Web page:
The Words of the Cook Family
The imprisonment of the Rev. Sun Myung Moon is not only a threat to the religious liberty of Christians but "a threat to anti-communists worldwide," said the organizer of a rally for religious freedom in Tokyo, July 31, 1984.
Masatoshi Matsushita, former president of Rikkyo (St. Paul's) University in Tokyo and chairman of the Professors World Peace Academy, organized the meeting, attended by 1,200 people including politicians, professors, journalists and religious leaders.
Shigenobu Inoue, a well-known journalist, asked, "Why would such a thing be able to happen in Reagan's America, the last bastion of freedom?" He outlined a series of allegations that he had investigated, indicating that communists had been involved, through congressional staff members, in promoting the investigations and accusations of Rev. Moon that have been going on in various branches of the U.S. government for the last 10 years.
Dr. Richard Rubenstein, professor of religion at Florida State University and currently a visiting professor at a university in Nagoya, said that Rev. Moon was not attacked simply because of his anticommunism, as many anti-communists are free to walk the streets. He said he felt that Americans, who have been sending missionaries to Asia for over a hundred years, did not know how to deal with an Asian who was sending missionaries to mainstream America.
In addition he said, at a time when it is fashionable for the clergy to be leaning to the left, Rev. Moon broke another taboo by speaking out strongly against communism. Paraphrasing a popular Japanese saying, Rubenstein said that the combination of these elements made
Rev. Moon "a horrendously obvious nail that stuck up and had to be hammered down."
He also accused President Reagan of being politically afraid to become involved in an issue that he should support according to his stated views on religion and the state.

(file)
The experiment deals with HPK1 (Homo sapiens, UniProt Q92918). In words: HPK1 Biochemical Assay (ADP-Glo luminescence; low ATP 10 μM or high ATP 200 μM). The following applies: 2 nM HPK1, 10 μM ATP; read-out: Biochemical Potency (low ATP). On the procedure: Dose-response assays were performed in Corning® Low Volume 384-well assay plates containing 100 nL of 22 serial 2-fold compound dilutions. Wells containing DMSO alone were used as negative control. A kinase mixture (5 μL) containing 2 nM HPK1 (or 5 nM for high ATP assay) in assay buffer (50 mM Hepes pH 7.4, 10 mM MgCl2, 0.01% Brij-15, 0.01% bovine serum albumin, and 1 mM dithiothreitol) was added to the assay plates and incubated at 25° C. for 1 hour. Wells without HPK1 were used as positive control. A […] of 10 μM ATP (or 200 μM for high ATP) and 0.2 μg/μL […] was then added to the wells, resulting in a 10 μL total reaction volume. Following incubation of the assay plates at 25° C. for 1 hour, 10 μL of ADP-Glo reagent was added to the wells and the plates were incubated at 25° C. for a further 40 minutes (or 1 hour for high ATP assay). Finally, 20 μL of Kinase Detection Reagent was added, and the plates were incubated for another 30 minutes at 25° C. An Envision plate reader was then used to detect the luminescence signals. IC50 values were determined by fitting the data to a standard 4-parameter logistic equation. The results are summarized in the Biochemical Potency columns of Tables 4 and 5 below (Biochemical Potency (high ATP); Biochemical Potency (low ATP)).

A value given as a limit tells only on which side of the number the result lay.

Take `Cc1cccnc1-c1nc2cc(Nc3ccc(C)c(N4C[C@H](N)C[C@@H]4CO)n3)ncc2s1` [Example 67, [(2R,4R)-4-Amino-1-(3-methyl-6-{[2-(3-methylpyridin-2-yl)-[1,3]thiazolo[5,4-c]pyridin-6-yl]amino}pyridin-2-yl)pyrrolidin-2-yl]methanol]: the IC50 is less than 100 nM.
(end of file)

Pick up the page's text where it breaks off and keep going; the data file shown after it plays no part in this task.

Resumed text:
While Americans misunderstand the rising importance of Asia, he added, "they understand very well religious persecution and freedom," and the imprisonment of Rev. Moon will only make Americans more aware of him.
The political aspect of the case were discussed by Higashi Chikahara, a former fellow of the Brookings Institution, analyst for the World Bank and adviser to the U.S. government on relations with Japan. He returned to Japan to win election to the Diet (parliament). "I regard this court case as a historical international incident," he said.
"I personally met with Prime Minister [Yasuhiro] Nakasone soon after Rev. Moon was imprisoned. I got the impression he was really concerned about Rev. Moon. He encouraged me to 'go everywhere on my behalf and appeal against the wrongdoings of the judicial authorities and also appeal for the early release of Rev. Moon."'
Another Diet member, Takahashi Oyama, said that for the U.S. Supreme Court to deny Rev. Moon's appeal was like God ignoring mankind's appeal." He added that he is going to the United States next month and "my utmost hope is to visit Rev. Moon in his prison cell and express my heartfelt appreciation and encouragement."
A personal touch was added to the meeting by Noboru Kamiyama, the 84 year-old father of Takeru Kamiyama, who is serving a 6-month sentence with Rev. Moon. The elder Kamiyama, who has been a minister in the Church of God for 60 years, found his voice breaking and tears filling his eyes as he told the assembly: "I completely trust my son. I trained him as a Christian. He is not the kind of person to do bad things. Some wrong force was behind this case."
The rally produced a statement and a letter of protest, copies of which were addressed to Reagan, Attorney General William French Smith, and Sens. Strom Thurmond, R-S.C., and Orrin Hatch, R-Utah, chairmen of the Judiciary Committee and its Subcommittee on the Constitution, respectively.
These were presented to the U.S. Embassy after the rally by Matsushita, head of the organizing committee.